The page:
Visiting The Synagogue

I sat in my car waiting to walk in the door. I was only the second car in the parking lot and wondered if this might be a bad decision. Instead, I made peace with my nerves and walked inside. Rabbi Gideon Estes was already in the foyer ready to welcome me to the Congregation Or Ami, a conservative synagogue in a rough part of downtown Houston. I could tell he was trying to get a read on my intentions. When I asked what I needed to do in order to prepare for the service, he told me I needed a kippah and showed me many colorful options. Then, he handed me a prayer book and a copy of the Torah in Hebrew, with English translated in the margins. Grabbing my arm, he said, “Jon, you do know that you are going to be sitting through a long service, right?” I thanked him for the warning, then shrugged it off considering I grew up Pentecostal and “long service” was our unofficial motto. “It starts at 9:30,” he continued, “and ends at noon.”

Much of the liturgy felt familiar to me, as the Rabbi walked around the room, asking people to do certain things throughout the service, such as read or sing texts. My neck began to stiffen. Everyone seemed to have the Hebrew parts memorized, as the prayer leader would start singing a text and then suddenly start whispering a longer portion at a rapid speed, and then amplify his voice in a call-and-response fashion. I was nervous until one of the older gentlemen walked over to my seat and assured me that they were reciting a doxology, “kind of like the Lord’s prayer for you Christians,” he said, “except without the Jesus part.” And after an hour, I picked up on the cadence of the words and the Rabbi even sat next to me during the service a few times to ask if I was learning anything or if I needed help with clarification.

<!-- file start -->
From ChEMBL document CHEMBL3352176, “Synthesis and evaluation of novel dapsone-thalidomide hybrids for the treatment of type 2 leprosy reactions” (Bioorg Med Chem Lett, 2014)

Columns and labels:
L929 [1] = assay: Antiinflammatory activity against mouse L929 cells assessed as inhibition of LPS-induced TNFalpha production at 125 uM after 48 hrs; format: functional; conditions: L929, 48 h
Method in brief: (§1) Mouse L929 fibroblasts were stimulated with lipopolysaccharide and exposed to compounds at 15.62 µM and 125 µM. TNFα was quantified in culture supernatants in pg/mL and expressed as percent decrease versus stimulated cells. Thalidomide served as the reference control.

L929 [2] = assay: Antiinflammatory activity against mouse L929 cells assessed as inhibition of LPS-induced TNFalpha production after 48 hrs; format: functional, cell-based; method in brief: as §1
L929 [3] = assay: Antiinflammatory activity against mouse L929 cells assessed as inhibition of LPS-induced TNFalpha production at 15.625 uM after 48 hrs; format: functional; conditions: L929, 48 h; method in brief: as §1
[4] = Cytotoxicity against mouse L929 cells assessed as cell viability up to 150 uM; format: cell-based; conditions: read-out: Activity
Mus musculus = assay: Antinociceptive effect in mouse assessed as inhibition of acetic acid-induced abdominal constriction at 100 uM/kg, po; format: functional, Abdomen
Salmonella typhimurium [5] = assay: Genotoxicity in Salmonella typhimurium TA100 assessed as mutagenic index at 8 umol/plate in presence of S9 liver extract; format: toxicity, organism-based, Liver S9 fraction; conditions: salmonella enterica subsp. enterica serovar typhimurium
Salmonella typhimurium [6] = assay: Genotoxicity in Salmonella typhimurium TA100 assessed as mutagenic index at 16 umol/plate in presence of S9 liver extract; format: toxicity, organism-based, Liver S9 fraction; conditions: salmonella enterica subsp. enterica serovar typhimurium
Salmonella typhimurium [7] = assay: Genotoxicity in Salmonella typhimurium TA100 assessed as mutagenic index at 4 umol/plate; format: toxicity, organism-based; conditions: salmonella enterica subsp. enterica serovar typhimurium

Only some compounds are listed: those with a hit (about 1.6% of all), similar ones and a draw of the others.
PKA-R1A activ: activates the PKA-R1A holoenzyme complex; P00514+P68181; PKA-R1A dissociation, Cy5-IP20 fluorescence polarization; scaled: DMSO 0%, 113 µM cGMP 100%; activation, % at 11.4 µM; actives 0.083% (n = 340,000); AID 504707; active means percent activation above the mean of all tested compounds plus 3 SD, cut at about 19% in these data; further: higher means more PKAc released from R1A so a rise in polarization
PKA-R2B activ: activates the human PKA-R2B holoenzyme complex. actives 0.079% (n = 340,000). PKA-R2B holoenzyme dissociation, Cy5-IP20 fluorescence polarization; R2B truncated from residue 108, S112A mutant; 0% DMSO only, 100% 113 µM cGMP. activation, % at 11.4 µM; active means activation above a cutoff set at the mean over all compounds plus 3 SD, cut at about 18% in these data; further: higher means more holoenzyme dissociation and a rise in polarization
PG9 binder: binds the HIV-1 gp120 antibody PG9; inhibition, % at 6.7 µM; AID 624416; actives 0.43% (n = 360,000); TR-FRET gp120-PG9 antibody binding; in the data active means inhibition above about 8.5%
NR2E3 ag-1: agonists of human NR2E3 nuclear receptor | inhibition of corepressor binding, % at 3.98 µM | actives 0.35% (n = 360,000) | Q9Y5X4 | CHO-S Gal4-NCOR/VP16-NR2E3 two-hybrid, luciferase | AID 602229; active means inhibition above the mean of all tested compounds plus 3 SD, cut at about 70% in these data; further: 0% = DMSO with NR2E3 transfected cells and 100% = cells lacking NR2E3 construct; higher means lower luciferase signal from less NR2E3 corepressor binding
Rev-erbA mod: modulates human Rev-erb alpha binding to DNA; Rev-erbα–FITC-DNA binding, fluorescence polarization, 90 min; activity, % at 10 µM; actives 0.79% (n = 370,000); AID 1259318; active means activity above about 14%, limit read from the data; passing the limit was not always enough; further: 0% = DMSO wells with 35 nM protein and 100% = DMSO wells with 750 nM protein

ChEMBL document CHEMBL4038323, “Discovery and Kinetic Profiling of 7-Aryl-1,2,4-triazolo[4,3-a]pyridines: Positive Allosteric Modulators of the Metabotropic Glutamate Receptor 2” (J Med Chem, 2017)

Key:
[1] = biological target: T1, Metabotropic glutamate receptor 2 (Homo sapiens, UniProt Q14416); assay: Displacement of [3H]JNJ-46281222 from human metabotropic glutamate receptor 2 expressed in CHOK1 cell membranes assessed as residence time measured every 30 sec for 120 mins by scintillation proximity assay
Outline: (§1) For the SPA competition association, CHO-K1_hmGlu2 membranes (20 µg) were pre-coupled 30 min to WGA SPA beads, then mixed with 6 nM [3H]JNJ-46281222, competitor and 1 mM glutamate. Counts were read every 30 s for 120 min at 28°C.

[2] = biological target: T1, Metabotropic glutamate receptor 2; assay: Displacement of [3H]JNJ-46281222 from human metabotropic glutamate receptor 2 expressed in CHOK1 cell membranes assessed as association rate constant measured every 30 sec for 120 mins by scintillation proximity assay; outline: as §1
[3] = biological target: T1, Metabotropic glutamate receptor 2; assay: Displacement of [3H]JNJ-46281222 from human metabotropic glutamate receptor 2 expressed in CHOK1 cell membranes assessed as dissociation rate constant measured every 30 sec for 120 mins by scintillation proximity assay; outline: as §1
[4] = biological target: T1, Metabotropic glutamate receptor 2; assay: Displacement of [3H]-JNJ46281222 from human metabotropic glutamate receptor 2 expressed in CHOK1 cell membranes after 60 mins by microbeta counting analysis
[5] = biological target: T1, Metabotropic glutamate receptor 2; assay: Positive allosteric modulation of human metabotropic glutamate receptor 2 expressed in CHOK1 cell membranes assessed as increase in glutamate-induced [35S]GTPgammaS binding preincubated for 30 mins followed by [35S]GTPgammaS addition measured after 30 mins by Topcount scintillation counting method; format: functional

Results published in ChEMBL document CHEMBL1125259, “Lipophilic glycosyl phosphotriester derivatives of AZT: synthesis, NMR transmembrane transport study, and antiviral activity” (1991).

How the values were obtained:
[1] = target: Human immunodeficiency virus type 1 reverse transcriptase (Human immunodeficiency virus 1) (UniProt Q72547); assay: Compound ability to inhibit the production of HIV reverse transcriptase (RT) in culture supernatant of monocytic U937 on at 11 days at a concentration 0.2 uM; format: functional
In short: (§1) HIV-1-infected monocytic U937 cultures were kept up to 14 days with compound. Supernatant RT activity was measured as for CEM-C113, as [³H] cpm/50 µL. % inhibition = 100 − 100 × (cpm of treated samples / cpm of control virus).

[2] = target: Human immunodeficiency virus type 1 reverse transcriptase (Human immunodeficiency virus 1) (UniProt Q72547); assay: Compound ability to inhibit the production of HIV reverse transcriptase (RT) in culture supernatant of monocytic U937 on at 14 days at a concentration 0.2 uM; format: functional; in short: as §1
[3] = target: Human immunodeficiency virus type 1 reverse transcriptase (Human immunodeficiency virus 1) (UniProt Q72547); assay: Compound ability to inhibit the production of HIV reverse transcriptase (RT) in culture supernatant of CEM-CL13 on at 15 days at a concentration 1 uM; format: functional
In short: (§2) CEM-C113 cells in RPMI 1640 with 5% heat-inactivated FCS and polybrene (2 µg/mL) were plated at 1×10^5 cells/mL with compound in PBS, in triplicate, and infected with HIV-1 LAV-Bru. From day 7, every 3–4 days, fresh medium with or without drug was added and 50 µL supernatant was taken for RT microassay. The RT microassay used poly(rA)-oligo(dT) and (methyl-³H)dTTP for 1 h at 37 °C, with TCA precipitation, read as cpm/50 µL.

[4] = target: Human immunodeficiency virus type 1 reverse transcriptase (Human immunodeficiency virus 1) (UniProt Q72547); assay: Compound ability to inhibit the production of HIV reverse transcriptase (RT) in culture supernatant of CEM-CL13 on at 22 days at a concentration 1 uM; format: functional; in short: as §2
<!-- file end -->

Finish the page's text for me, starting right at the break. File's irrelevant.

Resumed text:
Even though it was a Saturday that the Rabbi would normally only have a discussion around the Torah reading, he decided to give a short sermon. Rabbi Estes had spent the night before wrestling with the events in New Zealand. He then turned from being this sort of bookish Rabbi to this fire-breathing Pentecostal preacher, screaming at the top of his lungs and imploring his congregation to stay awake and never forget that this world is filled with evil intentions. He cited a “spirit of Amalek” in the world that was constantly challenging the rule of Adonai and that it was up to the people of God to not make peace with fallen Kings, just like Saul had, and make war with love, not with hate, racism, or fear. I was stunned how similar this sermon was to many at my own church.

After another song, the Rabbi sat down next to me and asked if I was going into pulpit ministry. When I said that I was, he told me that whenever tragic events take place, the man of faith is supposed to scrap his sermon and address it. I agreed. It reminded me of the Tikkun Olam prayer we spent so much time discussing in class, and how the need for things to be put right through faithful responsibility towards the world was one of the primary ways God acts in the earth. The congregation then began a two-part discussion on giving a voice to the voiceless. One man said that he was willing to leave another man bleeding on the sidewalk if he threatened his grandchild, and when he was done talking the Rabbi made sure that he knew it was against his Rabbi’s teaching to assault people in public.

It was for three whole hours I spent participating in the service. The most powerful piece of it being the procession of Torah. They each rubbed the tassels from their prayer shawl on the scrolls and kissed the tassel that touched the scroll. One woman insisted that I touch the smaller scroll with my copy of Torah, which I obliged. I found out later that the smaller scroll was more famously called the “space scroll” because it had been taken up to space by an astronaut who was a member at their synagogue. This was a fact confirmed again by the Rabbi. When this same woman asked me what kind of Christian I was, I told her, “Anglican.” She then confessed that she has been an Episcopalian until she married a Rabbi. We laughed and ate together for a Shabbat meal after the service.

I’m glad I attended the Shabbat service. It was one of the most enlightening services I’ve ever attended, Christian or otherwise. We had much in common and discussed the need to be faithful to our traditions in an age of secularism. They then asked if I wanted to drink vodka shots (not kidding), and the Rabbi said I didn’t have to do so if I didn’t want to. The Director of Israeli Economic Development sitting next to me just laughed and asked me what I liked to read. Oh, I enjoyed my visit!



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